The Backlash of Cheating

January 30th, 2017 3 min read


This post is part of the Robotic Arm series. Check out the other posts here:


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    A few weeks ago I finish the first prototype of the stepper transission I need for my Robot Arm joint. In the process of improving this transmission, I tried some 3D printed gears and ended up cheating …

    When you have a 3D printer, you simply can’t skip a little 3D printed gear test. With the help of the Fusion 360 Helical Gear Generator, I created a some small gears. Printing those was a bit of a challenge, but the enresult was this cute little gear …


    But although it’s a fun little experiment, 3D printed gears don’t match the accuracy of metal gears. So once again, I opened the website of my “preferred supplier” and started looking for some cute little candidates.

    In this process, I ran into something very seductive. It feels a bit like cheating, but it was the perfect way to test the possibilities of the worm wheel approach.


    Indeed, I found a 90 degrees geared stepper motor with a dual output shaft. Exactly the type of transmission I’m trying to built.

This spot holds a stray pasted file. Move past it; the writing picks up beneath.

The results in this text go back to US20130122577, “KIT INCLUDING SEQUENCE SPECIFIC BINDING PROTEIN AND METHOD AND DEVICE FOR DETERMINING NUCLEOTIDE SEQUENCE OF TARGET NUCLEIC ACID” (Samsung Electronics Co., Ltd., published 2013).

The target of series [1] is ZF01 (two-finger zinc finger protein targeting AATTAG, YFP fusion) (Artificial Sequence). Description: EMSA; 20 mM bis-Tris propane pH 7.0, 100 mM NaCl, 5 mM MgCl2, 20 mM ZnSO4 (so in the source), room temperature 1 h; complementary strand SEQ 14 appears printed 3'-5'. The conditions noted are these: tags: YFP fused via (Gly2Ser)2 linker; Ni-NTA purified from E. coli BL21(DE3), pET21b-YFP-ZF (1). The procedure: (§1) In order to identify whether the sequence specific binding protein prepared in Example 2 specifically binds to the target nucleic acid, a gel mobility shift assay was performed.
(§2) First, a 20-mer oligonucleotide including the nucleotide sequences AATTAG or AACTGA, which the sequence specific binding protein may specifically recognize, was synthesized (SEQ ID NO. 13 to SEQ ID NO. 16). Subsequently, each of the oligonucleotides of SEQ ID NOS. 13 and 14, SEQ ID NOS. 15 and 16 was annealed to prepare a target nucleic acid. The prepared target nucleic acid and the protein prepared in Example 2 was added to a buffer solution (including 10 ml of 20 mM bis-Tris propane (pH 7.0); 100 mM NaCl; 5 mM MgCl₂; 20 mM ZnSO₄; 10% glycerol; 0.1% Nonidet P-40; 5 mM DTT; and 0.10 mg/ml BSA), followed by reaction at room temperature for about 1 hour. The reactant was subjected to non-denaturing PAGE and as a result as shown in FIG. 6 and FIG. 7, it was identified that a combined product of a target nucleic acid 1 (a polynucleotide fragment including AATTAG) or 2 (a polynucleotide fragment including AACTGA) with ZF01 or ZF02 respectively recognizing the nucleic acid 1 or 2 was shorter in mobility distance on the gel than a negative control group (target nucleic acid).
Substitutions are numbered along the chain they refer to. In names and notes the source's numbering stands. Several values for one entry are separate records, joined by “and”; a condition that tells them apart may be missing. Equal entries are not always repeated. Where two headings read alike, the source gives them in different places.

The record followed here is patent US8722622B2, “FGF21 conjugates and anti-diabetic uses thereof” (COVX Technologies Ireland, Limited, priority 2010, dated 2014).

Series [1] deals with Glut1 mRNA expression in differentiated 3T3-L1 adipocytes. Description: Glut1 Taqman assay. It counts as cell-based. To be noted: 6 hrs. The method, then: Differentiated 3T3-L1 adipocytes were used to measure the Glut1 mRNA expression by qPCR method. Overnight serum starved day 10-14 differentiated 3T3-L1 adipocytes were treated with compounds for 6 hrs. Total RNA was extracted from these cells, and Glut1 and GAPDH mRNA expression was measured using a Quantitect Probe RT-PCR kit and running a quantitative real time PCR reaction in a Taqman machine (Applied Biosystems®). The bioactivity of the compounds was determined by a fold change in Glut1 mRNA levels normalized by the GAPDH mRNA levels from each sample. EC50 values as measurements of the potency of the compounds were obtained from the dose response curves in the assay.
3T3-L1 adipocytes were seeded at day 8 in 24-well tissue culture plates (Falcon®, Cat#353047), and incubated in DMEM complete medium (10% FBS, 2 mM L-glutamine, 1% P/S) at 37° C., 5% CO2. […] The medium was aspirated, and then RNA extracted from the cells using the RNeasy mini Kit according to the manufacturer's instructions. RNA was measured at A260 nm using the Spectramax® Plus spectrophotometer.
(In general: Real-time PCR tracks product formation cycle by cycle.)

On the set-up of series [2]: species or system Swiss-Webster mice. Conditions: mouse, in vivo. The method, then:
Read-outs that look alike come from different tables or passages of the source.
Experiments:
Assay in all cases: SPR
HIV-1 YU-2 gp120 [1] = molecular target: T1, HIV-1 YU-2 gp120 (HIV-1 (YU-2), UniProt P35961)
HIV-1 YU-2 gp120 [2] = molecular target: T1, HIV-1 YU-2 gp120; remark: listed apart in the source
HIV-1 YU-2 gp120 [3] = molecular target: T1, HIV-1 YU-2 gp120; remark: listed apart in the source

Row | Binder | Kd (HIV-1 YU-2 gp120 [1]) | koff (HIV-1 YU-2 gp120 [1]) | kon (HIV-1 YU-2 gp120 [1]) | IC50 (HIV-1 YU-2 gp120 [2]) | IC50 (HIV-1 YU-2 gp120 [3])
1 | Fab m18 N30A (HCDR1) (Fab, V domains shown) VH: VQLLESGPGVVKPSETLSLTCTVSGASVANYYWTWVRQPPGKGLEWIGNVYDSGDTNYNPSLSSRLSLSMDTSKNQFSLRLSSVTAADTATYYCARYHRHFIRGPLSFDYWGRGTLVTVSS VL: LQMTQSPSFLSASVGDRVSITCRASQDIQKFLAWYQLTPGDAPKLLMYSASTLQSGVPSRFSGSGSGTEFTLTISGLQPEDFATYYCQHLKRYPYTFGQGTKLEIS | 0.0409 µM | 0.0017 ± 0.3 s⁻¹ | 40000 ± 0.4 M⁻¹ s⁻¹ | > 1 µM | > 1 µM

Luckily, the delivery of this motor didn’t take long. So, let’s continue the fun!


    Of course, the first thing I did when it arrived, was opening the transmission box. Let’s take a look at the geared magic on the inside of this piece of mechanics. You can guess the fun part: closing it up again took me way longer than I expected.


    Once again I used one of my spare Automatic Curtain Controllers to give the stepper motor a test spin. It has the benefit of on board buttons, and a feedback led. With some modified firmware, testing the motor is as easy as controlling a regular DC motor.


    The metal box and the LED ring make up for a sexy macro shot. But if it works as good as it looks, is something we’re gonna find out next!

    The first movement is exciting as hell, but if you look closely, you might be able to spot one big issue …

    The transmission box really has a lot of backlash. Or to be a bit more precise: it suffers from a small bit of backlash, which translates into a lot of movement over the full length of the arm.

    I did a lot of research to see if this is something I can solve when using regular (affordable) gears or gear boxes. But since I can’t afford a bunch of Harmonic Drive Motors, my only option is a transmission that uses pulleys and timing belts.

    Back to the drawing board!


    I hope to show a a fully functional transmission box soon!

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